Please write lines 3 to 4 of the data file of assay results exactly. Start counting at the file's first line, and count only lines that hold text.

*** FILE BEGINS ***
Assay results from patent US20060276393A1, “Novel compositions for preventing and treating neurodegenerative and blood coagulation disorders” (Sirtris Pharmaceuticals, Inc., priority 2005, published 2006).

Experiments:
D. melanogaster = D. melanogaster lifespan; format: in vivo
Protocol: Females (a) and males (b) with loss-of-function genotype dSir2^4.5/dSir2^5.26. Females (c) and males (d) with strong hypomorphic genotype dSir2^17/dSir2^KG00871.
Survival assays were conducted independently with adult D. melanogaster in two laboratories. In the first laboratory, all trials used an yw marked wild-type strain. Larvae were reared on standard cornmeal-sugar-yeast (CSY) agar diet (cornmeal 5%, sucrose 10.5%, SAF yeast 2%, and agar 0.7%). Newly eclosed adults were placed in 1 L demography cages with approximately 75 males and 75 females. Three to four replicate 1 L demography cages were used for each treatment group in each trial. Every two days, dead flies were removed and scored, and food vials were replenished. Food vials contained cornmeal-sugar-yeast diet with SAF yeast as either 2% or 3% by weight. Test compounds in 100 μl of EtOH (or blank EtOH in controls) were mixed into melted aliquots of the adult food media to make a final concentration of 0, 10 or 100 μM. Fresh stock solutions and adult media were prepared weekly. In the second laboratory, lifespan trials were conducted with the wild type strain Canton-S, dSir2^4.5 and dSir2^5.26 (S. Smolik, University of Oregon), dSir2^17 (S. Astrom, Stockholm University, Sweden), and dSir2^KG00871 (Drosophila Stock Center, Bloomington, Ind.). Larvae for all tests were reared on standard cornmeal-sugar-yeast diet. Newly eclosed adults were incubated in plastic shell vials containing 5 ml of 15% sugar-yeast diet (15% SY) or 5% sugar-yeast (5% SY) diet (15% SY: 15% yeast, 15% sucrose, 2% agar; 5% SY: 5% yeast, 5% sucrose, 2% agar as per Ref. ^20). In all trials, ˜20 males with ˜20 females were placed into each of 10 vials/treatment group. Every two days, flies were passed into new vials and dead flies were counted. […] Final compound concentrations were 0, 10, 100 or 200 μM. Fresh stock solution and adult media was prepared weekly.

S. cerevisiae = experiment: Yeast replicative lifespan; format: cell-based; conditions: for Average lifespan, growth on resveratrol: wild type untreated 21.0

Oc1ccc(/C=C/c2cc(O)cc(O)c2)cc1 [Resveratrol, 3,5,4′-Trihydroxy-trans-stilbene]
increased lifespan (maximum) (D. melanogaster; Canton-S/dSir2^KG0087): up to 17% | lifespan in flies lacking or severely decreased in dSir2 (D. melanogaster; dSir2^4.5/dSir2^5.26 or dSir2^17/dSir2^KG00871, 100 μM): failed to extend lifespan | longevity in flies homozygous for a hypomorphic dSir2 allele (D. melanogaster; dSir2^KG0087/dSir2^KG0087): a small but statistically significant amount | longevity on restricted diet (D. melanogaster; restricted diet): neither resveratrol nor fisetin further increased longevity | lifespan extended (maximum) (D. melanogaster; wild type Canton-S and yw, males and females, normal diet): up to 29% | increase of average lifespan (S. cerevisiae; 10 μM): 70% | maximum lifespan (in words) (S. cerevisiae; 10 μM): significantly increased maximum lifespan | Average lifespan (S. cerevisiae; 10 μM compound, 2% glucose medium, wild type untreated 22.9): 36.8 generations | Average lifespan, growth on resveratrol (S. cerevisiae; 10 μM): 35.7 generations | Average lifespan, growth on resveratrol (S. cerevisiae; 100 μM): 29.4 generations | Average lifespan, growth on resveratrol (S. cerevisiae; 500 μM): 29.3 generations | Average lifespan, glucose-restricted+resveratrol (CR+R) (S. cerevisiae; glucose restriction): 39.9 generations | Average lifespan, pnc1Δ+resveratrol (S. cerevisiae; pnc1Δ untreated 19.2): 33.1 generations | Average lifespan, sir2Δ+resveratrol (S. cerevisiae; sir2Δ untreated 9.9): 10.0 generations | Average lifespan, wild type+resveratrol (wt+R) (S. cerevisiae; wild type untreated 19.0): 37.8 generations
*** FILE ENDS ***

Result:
D. melanogaster = D. melanogaster lifespan; format: in vivo
Protocol: Females (a) and males (b) with loss-of-function genotype dSir2^4.5/dSir2^5.26. Females (c) and males (d) with strong hypomorphic genotype dSir2^17/dSir2^KG00871.